Good luck, hope to hear how you go!

Happy homebrewing!

 
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Old 10-25-2004, 01:31 AM   #3
Big Erik
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Oct 2004
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Quote:
Originally Posted by Rahbek
I think it will be alright, especially if you gave the whole lot a good boil, like 30 mins or so. How did you go about the hops? Is your kit prehopped? You will probably be better off substituting the sugar in the kit recipe with dried malt extract. You'll probably want to combine your beer kit malt extract and dried malt extract to a total of 3 kgs (6 to 7lbs) this will give much fuller tasting beer.

Good luck, hope to hear how you go!

Happy homebrewing!
My kit is for 23 litres and is in a syrup form that I add hot water to and yeast.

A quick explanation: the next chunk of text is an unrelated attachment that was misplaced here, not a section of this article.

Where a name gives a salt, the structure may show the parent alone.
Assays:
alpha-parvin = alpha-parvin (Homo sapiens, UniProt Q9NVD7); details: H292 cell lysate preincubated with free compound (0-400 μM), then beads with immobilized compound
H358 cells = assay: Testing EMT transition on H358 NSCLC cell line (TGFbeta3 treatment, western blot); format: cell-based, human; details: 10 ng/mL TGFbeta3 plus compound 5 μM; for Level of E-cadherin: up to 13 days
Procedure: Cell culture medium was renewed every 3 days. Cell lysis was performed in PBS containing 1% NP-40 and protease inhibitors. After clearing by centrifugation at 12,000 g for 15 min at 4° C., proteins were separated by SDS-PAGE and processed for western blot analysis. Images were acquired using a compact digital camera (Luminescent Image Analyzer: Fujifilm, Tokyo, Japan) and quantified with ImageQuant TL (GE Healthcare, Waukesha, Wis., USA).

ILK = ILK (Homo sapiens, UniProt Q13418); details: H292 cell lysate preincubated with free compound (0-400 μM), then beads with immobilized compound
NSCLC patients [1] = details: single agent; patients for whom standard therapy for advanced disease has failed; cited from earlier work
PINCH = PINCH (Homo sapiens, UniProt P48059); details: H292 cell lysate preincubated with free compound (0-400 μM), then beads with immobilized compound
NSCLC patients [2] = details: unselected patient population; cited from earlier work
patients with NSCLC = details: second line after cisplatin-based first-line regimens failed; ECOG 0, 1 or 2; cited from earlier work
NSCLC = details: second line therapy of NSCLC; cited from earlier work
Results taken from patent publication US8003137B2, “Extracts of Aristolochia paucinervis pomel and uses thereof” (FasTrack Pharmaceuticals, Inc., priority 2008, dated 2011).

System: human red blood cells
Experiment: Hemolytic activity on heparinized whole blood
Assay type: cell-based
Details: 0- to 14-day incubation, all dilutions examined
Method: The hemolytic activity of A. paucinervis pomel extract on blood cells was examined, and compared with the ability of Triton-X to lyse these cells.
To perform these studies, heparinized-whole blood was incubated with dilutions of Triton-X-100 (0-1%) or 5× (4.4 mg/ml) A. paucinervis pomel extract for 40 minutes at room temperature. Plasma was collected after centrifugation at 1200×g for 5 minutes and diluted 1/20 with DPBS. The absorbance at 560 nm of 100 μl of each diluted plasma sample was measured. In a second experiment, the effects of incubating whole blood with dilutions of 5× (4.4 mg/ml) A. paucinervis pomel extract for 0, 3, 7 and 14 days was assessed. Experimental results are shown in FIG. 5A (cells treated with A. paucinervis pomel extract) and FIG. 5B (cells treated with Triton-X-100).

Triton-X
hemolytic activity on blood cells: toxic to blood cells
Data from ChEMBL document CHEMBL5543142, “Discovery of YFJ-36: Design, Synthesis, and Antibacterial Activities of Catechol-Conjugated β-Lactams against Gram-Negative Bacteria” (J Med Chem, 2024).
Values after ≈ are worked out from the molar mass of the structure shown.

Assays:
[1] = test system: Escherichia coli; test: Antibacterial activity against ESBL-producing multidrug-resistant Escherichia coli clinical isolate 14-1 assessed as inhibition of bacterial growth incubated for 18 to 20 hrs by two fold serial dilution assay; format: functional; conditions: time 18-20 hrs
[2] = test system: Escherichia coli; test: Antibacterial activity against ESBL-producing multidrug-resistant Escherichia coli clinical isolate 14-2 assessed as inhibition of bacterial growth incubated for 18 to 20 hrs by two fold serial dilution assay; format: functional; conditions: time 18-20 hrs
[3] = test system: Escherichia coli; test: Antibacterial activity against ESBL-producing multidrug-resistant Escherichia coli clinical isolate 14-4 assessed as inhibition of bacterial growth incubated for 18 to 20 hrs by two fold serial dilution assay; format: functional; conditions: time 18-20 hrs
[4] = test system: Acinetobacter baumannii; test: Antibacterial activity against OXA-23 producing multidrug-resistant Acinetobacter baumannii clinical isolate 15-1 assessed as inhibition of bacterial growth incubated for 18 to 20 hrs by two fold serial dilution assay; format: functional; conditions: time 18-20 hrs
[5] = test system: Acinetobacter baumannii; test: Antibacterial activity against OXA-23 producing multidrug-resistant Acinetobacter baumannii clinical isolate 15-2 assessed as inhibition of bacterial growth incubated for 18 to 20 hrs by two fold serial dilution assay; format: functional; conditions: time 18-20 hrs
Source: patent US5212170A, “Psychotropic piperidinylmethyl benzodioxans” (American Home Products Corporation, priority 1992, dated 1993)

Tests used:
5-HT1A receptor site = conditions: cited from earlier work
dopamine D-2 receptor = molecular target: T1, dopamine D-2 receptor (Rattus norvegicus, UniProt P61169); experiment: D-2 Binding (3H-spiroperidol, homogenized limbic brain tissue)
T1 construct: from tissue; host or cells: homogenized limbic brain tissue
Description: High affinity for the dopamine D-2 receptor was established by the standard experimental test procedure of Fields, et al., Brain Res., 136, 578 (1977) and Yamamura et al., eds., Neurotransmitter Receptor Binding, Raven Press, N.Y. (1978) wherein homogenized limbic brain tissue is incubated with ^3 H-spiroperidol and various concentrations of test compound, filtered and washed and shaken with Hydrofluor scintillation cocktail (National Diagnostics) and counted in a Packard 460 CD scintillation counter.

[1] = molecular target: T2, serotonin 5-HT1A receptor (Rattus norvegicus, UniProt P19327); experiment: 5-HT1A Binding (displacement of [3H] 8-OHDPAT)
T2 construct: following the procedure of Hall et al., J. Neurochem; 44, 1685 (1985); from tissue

I use a process with good results called dry hopping. Hops are added directly to the primary without boiling the wort. Then just before bottling I add a heading powder, then let the bottles sit and voila! very consumable beer. Right now I am getting good fermentation from my hybrid batch. Good idea with the malt extract ,however I already had enough sugar ( the problem ). Im thinking that I won't find out till I drink it. Is it possible that because of the two fermentations that I will have a high alcohol content beer?

 
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Old 12-16-2004, 01:23 AM   #4
brewman82
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Dec 2004
Bellingham, WA
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I was under the impression that alcohol in a higher concentration can adversely affect yeast. I would worry about the alcohol that is already present and being furher produced having an effect on your fermentation. Anybody know about this? You will most definately have a higher alcohol content beer in the end so this may be a concern for you near the end of your second fermentation - but maybe not ;-) Hope it comes out well for you!